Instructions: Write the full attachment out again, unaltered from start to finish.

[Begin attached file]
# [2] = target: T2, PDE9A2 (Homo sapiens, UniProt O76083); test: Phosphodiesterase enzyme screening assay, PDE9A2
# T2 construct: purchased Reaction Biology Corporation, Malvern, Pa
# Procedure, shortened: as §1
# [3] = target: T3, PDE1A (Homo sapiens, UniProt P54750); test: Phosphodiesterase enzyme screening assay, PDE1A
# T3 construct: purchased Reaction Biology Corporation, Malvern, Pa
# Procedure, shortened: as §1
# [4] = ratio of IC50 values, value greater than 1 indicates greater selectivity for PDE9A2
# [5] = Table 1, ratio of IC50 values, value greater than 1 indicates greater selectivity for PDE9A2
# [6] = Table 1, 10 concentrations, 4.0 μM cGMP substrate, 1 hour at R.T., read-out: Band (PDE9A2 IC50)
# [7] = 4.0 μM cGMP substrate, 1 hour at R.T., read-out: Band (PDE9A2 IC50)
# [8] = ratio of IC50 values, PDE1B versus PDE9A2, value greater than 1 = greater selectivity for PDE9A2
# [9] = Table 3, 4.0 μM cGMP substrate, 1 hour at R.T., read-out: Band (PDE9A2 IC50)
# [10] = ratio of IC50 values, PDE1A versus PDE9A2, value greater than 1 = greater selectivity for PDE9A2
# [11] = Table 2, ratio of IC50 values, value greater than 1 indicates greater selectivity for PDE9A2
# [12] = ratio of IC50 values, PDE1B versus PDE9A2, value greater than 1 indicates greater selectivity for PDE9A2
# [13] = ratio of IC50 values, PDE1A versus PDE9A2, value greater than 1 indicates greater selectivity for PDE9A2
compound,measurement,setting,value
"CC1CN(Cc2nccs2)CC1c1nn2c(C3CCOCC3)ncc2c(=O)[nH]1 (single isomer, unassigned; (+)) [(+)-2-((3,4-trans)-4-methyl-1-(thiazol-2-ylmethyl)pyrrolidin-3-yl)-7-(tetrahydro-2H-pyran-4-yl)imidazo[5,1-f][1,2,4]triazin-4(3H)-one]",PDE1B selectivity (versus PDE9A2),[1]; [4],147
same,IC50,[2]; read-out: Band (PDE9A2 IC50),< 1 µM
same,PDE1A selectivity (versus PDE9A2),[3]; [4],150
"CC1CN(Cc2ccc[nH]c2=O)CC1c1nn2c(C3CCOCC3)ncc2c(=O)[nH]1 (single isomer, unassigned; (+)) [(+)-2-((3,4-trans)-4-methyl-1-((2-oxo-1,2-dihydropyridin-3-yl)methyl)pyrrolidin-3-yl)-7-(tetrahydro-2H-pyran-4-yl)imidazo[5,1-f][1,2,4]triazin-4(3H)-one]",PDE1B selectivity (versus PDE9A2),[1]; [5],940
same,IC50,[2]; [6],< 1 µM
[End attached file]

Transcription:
# [2] = target: T2, PDE9A2 (Homo sapiens, UniProt O76083); test: Phosphodiesterase enzyme screening assay, PDE9A2
# T2 construct: purchased Reaction Biology Corporation, Malvern, Pa
# Procedure, shortened: as §1
# [3] = target: T3, PDE1A (Homo sapiens, UniProt P54750); test: Phosphodiesterase enzyme screening assay, PDE1A
# T3 construct: purchased Reaction Biology Corporation, Malvern, Pa
# Procedure, shortened: as §1
# [4] = ratio of IC50 values, value greater than 1 indicates greater selectivity for PDE9A2
# [5] = Table 1, ratio of IC50 values, value greater than 1 indicates greater selectivity for PDE9A2
# [6] = Table 1, 10 concentrations, 4.0 μM cGMP substrate, 1 hour at R.T., read-out: Band (PDE9A2 IC50)
# [7] = 4.0 μM cGMP substrate, 1 hour at R.T., read-out: Band (PDE9A2 IC50)
# [8] = ratio of IC50 values, PDE1B versus PDE9A2, value greater than 1 = greater selectivity for PDE9A2
# [9] = Table 3, 4.0 μM cGMP substrate, 1 hour at R.T., read-out: Band (PDE9A2 IC50)
# [10] = ratio of IC50 values, PDE1A versus PDE9A2, value greater than 1 = greater selectivity for PDE9A2
# [11] = Table 2, ratio of IC50 values, value greater than 1 indicates greater selectivity for PDE9A2
# [12] = ratio of IC50 values, PDE1B versus PDE9A2, value greater than 1 indicates greater selectivity for PDE9A2
# [13] = ratio of IC50 values, PDE1A versus PDE9A2, value greater than 1 indicates greater selectivity for PDE9A2
compound,measurement,setting,value
"CC1CN(Cc2nccs2)CC1c1nn2c(C3CCOCC3)ncc2c(=O)[nH]1 (single isomer, unassigned; (+)) [(+)-2-((3,4-trans)-4-methyl-1-(thiazol-2-ylmethyl)pyrrolidin-3-yl)-7-(tetrahydro-2H-pyran-4-yl)imidazo[5,1-f][1,2,4]triazin-4(3H)-one]",PDE1B selectivity (versus PDE9A2),[1]; [4],147
same,IC50,[2]; read-out: Band (PDE9A2 IC50),< 1 µM
same,PDE1A selectivity (versus PDE9A2),[3]; [4],150
"CC1CN(Cc2ccc[nH]c2=O)CC1c1nn2c(C3CCOCC3)ncc2c(=O)[nH]1 (single isomer, unassigned; (+)) [(+)-2-((3,4-trans)-4-methyl-1-((2-oxo-1,2-dihydropyridin-3-yl)methyl)pyrrolidin-3-yl)-7-(tetrahydro-2H-pyran-4-yl)imidazo[5,1-f][1,2,4]triazin-4(3H)-one]",PDE1B selectivity (versus PDE9A2),[1]; [5],940
same,IC50,[2]; [6],< 1 µM